In a country as technologically advanced as Japan, you might not think that getting online would be a problem – but that’s not always the case. Although internet access is available all over the place, it’s not always easy to make use of if you’re not a resident with a local mobile phone subscription.
That’s not to say that you can’t get online, though – it just takes a bit of planning. Here are the best methods I’ve found over the years.
In Europe and the USA hotels almost always offer WiFi internet, albeit sometimes for a small charge. In Japan, internet access in hotels has traditionally been offered via a cable instead, and although this is slowly changing – a few chains, such as Dormy Inn, are rolling out free guest WiFi – it’s worth being prepared.
Take a laptop with a standard Ethernet network port, or the required adapter, and a short cable – the 1m patch cables designed for use in server racks are cheap and perfect. In the hotel, look for an Ethernet port (often with no label) on the desk, near the power sockets – you should just be able to plug in and go online, with no security or passwords required.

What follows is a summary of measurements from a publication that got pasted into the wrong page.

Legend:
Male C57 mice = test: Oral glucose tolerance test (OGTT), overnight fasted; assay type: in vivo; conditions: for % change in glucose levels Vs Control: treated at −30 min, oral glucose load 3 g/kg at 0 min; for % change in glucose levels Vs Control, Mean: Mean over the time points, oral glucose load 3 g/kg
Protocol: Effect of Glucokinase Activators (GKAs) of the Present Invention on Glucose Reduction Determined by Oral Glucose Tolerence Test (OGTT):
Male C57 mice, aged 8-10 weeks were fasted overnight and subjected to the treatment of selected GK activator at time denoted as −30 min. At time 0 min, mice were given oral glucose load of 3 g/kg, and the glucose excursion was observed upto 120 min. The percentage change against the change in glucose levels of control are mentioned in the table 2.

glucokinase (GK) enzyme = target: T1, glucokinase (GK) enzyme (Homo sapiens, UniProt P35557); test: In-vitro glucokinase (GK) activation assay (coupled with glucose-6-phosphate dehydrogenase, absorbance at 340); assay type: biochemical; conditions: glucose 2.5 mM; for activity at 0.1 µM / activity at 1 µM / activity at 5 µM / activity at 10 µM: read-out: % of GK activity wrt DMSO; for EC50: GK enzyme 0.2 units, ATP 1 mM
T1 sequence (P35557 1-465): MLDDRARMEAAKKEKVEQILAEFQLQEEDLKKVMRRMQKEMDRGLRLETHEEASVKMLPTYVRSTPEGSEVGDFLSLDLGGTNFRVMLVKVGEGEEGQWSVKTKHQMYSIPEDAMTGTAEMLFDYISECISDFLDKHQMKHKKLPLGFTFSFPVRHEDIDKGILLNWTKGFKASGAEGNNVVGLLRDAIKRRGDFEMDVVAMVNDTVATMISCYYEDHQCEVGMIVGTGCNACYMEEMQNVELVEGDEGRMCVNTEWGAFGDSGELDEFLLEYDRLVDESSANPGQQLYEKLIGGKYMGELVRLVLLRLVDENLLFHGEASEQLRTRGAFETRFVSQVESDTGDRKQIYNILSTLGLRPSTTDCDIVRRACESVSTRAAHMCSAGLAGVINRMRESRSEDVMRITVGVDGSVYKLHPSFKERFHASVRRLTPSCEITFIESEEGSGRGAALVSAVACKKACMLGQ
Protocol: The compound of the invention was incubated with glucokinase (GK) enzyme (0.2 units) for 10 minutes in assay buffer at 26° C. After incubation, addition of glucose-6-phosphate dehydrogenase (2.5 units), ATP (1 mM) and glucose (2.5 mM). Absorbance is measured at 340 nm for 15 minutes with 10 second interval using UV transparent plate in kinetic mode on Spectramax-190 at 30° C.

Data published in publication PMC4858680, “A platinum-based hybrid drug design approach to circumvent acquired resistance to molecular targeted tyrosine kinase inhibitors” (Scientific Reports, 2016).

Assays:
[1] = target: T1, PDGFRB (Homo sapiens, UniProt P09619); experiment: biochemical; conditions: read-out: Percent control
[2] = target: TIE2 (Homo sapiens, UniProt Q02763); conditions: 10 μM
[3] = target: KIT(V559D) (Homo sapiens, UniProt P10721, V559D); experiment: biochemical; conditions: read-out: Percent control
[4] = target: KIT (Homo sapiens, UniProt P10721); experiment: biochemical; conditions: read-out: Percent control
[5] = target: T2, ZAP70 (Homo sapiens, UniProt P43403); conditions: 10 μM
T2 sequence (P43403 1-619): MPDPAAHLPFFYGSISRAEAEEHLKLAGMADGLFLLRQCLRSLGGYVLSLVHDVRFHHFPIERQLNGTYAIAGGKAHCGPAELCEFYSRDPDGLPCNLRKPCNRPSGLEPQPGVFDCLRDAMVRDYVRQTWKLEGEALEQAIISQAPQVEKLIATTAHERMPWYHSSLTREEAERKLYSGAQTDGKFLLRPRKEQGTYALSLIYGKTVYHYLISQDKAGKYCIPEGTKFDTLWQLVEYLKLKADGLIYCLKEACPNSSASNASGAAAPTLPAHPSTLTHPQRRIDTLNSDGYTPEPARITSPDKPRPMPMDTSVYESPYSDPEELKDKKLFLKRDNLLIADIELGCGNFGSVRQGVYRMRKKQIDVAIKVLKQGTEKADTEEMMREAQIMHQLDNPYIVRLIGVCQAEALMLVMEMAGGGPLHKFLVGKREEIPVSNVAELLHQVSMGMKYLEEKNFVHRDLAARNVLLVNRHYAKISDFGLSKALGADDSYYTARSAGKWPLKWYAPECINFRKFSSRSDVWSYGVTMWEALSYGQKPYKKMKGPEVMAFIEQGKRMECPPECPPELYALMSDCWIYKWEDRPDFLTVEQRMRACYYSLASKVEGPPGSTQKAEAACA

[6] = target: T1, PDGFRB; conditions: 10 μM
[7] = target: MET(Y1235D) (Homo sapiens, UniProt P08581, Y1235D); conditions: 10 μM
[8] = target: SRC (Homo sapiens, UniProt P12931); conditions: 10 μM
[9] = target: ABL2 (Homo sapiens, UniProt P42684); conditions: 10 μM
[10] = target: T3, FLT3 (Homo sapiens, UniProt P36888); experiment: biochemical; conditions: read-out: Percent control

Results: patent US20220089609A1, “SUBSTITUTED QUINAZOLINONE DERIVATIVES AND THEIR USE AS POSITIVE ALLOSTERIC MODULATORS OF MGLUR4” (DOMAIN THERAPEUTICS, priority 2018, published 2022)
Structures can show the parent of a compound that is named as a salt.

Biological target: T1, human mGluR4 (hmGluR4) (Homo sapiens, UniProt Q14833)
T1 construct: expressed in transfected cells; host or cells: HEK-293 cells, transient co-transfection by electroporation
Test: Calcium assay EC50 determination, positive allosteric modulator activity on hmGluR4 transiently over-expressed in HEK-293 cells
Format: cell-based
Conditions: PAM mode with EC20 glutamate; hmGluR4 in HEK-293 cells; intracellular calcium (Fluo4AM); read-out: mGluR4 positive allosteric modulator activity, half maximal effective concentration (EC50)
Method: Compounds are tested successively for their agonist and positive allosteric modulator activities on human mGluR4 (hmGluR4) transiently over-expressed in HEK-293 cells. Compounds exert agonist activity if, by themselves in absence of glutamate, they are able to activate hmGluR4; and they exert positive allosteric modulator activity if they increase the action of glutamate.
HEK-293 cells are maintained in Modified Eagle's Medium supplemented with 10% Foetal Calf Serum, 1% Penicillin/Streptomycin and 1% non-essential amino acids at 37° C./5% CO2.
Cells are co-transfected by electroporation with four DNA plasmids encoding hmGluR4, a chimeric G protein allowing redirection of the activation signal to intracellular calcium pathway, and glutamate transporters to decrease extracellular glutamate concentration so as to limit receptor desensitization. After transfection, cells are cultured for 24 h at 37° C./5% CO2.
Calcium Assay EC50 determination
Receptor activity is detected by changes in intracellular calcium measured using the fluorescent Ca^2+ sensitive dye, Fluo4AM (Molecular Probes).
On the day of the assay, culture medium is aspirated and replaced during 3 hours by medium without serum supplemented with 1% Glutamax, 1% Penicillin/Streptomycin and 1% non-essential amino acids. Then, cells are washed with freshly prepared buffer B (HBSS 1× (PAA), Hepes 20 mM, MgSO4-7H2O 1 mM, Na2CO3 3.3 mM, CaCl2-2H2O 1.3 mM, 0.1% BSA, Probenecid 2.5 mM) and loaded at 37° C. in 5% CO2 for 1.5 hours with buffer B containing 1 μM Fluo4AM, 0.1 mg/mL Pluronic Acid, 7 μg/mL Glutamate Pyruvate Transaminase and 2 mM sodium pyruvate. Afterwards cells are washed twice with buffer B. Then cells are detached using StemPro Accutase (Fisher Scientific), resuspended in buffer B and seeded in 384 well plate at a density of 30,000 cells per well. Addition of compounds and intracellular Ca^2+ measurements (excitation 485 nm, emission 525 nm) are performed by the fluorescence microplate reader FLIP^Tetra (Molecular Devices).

On your Phone
Your UK/Euro/US phone contract might offer data roaming into Japan – but god knows it won’t be cheap. If you plan to use, say, Google Maps, you should get a local phone connection for a few days instead.
If you have an unlocked smartphone I recommend using a B-Mobile Prepaid visitor SIM. You buy online for around 4,000 yen before leaving for Japan, and they send a package to any address you choose (via the courier Kuroneko Yamato). Pop the SIM card into your phone, and it connects to the Japanese DoCoMo network, giving you 3G data fast enough to google, use maps, send email, etc. Apple’s iMessage service also works, but you can’t make calls.
I’ve used the service many times now – always the 14 day option – each time having the card delivered to a hotel, and it’s always worked perfectly. You can order a SIM here.